Narwar Fort

Narwar Fort
Narwar Fort

Perched on top of an irregular hill 500 feet above the town, Narwar Fort is 70 km south-west of Gwalior in the Shivpuri district of Madhya Pradesh. I have struggled to find much information regarding this fort, so almost all the information here will come from the Archaeological Survey of India Volume II 1864-65 by Alexander Cunningham. Clearly Narwar Fort is not visited very frequently if I’m having to rely on a document that is 155 years old 🙂

The history of Narwar seems to extend back a very long time, all the way to mythology in fact. Traditionally said to have been the capital of Raja Nala from the Sanskrit epic Mahabharata, the town below the fort was called Nalapura until the 12th century.

Archaeological evidence would seem to suggest that Narwar was ruled by the Naga rulers from 0 AD to 225 AD under a succession of nine Naga kings. Curiously, for the next eight centuries the archaeological record falls silent with no coins or inscriptions found in the area, although an inscription discovered at Eran may suggest that the region was ruled by the Toramana dynasty.

Exactly how long the Toramana dynasty lasted is not known either, but we do know that from the 12th century onwards Narwar was held successively by Kachwaha, Parihar, and Tomar Rajputs (warrior caste) until its capture by the Mughals in the early 16th century. It was subsequently conquered by the Maratha Maharaja Scindia in the 19th century.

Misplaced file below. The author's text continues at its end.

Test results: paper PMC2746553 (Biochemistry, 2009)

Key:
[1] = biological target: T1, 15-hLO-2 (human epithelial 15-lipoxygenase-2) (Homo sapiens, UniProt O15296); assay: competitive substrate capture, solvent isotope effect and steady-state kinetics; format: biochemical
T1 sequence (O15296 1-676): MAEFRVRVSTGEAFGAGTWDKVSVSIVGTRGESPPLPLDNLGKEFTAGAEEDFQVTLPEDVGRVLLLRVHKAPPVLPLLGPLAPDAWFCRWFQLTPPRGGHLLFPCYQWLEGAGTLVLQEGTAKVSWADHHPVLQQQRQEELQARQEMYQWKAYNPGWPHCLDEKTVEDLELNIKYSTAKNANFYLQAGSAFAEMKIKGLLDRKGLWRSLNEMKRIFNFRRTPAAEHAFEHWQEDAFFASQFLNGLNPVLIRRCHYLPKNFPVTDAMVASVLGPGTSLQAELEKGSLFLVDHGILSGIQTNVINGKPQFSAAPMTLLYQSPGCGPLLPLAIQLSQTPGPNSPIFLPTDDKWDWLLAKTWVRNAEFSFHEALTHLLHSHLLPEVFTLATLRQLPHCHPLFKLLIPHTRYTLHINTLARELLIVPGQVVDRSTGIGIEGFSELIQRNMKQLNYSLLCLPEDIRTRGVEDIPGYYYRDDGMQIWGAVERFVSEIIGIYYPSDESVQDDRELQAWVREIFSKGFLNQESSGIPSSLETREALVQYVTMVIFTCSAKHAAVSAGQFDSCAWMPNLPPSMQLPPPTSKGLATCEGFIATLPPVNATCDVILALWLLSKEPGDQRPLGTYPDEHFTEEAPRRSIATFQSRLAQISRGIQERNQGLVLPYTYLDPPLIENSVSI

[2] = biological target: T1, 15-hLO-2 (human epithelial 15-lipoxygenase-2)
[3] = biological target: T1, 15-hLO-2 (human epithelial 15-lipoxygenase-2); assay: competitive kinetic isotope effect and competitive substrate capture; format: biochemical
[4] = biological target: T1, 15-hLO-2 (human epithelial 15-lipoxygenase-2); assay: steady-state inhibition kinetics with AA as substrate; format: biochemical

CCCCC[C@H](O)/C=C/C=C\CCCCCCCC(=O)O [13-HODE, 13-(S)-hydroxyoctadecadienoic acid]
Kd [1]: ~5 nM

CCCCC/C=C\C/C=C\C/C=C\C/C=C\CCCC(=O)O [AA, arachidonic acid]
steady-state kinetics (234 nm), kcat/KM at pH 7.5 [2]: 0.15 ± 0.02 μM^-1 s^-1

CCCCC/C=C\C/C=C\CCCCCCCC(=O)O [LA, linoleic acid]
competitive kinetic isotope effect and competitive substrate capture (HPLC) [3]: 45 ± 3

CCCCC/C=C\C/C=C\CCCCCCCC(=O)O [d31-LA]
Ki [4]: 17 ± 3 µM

Access to Narwar Fort is from the east, you can clearly see the pathway on Google maps leaving the town and heading north before taking a sharp left just by Alamgir Gate, previously known as Pisanhari Gate and rebuilt in the Moghul style by Aurangzeb.

The climb is quite steep, initially just an incline but eventually becoming steps, be sure to have plenty of water with you The original door of the second gate, Saiyidon Ka Darwaza (seen above), is still in situ although now in a state of disrepair.

There are no remains from the Hindu period at Narwar Fort except for a handful of inscriptions, none of which I found or even knew about prior to my visit. All the Hindu structures were obliterated by Sikandar Lodhi in 1508 AD. Ferishta records that Sikandar’s men remained at the fort for six months tearing down temples and building mosques and other structures.

We can still see evidence of that event today. One of the few buildings I was able to identify, the Chhip Mahal, clearly has carved pillars that have been reused from a circa 11th century Hindu temple.

The Chhip Mahal, with reused carved pillars probably from a Hindu temple

It’s fortunate that Gwalior Fort did not see the same fate otherwise we may have lost the likes of Sas Bahu and Teli Ka Mandir. Sikander Lodhi was planning to lay siege to Gwalior Fort, but he died during the initial planning stages in 1517.

So what remains today are Moghul structures, but their number and magnificence would seem to indicate that at its zenith of Mughal occupation, Narwar Fort was second only to Gwalior Fort.

The circumference of the fort is nearly 5 miles, if you want to see everything inside it could take the best part of a day. In all likelihood you will be the only tourist here, on my visit I had the fort completely to myself to explore aside from a few locals who had walked up the hill for some exercise.